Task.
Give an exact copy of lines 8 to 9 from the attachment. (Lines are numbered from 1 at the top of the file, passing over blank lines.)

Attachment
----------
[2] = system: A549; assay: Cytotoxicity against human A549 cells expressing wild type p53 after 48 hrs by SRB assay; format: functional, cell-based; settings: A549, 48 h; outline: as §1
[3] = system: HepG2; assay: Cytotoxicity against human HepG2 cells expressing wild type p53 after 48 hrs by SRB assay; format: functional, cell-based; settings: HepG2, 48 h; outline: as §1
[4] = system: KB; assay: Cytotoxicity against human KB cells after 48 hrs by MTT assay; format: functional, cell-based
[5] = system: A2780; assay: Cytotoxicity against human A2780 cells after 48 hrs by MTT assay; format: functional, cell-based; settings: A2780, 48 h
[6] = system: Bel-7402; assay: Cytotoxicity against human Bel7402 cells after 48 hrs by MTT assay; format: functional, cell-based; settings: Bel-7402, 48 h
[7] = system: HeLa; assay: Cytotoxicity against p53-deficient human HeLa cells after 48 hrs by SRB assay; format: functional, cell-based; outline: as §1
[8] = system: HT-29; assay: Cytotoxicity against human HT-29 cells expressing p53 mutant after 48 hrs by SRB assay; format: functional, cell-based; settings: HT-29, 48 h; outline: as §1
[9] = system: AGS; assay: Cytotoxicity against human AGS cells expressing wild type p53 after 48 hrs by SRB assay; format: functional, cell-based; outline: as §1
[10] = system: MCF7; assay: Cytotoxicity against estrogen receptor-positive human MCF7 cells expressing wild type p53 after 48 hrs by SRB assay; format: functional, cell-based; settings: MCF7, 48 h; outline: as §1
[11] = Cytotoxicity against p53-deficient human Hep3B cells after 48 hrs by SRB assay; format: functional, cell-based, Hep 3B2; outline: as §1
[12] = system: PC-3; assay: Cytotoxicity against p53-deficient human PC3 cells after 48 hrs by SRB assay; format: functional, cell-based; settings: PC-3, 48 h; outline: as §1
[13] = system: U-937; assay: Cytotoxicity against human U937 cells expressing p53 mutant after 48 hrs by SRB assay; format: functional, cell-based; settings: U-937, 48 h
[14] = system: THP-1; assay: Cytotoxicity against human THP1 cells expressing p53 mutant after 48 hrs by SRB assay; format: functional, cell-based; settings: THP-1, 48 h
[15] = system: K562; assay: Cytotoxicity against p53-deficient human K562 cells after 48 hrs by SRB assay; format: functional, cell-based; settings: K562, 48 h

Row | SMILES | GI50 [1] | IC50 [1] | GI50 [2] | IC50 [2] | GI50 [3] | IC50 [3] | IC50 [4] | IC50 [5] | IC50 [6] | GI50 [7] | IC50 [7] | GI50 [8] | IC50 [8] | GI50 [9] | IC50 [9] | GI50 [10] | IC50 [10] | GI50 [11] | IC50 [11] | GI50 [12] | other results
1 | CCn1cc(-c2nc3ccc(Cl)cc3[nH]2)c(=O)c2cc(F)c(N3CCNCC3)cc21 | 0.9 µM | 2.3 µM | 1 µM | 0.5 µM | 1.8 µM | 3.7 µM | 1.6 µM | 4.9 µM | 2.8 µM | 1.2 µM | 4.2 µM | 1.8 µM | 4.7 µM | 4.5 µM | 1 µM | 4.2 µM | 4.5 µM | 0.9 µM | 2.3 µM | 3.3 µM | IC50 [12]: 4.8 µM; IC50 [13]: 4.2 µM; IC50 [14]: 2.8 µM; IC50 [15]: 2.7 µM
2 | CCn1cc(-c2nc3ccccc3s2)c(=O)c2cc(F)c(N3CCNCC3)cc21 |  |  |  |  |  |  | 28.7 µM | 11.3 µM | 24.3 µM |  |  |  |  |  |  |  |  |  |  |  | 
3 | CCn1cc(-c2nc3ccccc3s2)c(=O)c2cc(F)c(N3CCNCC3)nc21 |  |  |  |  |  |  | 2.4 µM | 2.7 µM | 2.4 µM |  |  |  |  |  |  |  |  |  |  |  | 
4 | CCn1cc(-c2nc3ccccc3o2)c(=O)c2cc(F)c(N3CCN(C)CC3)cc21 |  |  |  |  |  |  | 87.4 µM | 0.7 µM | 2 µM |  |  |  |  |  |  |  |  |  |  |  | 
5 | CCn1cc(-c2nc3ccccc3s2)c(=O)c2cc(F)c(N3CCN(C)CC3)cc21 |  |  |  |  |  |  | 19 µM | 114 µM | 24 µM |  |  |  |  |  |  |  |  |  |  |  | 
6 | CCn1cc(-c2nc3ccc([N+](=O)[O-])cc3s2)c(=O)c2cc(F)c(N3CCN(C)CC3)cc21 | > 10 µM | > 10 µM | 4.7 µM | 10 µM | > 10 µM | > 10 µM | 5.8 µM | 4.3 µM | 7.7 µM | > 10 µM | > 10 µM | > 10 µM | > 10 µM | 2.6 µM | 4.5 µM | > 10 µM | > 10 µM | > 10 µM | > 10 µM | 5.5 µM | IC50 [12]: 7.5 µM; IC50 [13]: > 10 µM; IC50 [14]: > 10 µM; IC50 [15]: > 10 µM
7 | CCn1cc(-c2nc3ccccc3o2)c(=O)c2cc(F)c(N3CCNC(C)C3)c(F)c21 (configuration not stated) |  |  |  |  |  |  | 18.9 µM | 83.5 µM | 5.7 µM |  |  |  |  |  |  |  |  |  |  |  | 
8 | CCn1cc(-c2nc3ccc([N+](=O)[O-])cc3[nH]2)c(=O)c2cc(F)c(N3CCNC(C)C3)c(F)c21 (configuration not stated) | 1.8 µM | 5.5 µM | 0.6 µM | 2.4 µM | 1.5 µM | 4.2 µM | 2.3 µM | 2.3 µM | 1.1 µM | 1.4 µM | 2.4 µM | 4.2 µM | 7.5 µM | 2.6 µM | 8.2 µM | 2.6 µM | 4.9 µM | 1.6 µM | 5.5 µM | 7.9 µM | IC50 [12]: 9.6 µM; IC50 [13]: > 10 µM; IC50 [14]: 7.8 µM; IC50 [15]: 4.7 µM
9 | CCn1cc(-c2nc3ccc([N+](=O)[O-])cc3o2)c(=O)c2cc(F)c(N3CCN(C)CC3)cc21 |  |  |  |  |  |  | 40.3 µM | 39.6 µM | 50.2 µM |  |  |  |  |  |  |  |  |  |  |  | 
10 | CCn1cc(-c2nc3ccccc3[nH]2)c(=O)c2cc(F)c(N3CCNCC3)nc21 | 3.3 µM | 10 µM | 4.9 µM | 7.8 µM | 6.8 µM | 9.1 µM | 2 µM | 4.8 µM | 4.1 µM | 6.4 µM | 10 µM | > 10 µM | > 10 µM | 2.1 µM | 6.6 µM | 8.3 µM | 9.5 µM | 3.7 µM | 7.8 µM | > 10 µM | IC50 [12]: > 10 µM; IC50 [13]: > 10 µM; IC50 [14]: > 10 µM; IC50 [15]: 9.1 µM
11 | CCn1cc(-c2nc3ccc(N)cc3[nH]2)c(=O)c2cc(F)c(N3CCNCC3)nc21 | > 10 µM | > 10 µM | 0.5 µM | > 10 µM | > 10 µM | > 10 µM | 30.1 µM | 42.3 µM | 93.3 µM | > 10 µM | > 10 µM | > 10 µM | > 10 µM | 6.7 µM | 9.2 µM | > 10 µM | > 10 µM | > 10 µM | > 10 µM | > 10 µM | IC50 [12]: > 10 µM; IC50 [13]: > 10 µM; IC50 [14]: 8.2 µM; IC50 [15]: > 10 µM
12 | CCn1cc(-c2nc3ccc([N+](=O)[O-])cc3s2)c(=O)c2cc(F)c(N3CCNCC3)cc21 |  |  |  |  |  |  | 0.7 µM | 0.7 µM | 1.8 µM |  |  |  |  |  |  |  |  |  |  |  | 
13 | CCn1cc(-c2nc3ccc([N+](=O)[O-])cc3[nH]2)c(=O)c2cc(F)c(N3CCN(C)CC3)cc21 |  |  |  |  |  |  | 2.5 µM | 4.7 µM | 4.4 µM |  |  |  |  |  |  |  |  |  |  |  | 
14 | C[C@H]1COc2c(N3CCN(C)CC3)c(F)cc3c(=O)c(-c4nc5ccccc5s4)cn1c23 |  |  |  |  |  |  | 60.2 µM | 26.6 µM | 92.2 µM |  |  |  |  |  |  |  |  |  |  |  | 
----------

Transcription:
[9] = system: AGS; assay: Cytotoxicity against human AGS cells expressing wild type p53 after 48 hrs by SRB assay; format: functional, cell-based; outline: as §1
[10] = system: MCF7; assay: Cytotoxicity against estrogen receptor-positive human MCF7 cells expressing wild type p53 after 48 hrs by SRB assay; format: functional, cell-based; settings: MCF7, 48 h; outline: as §1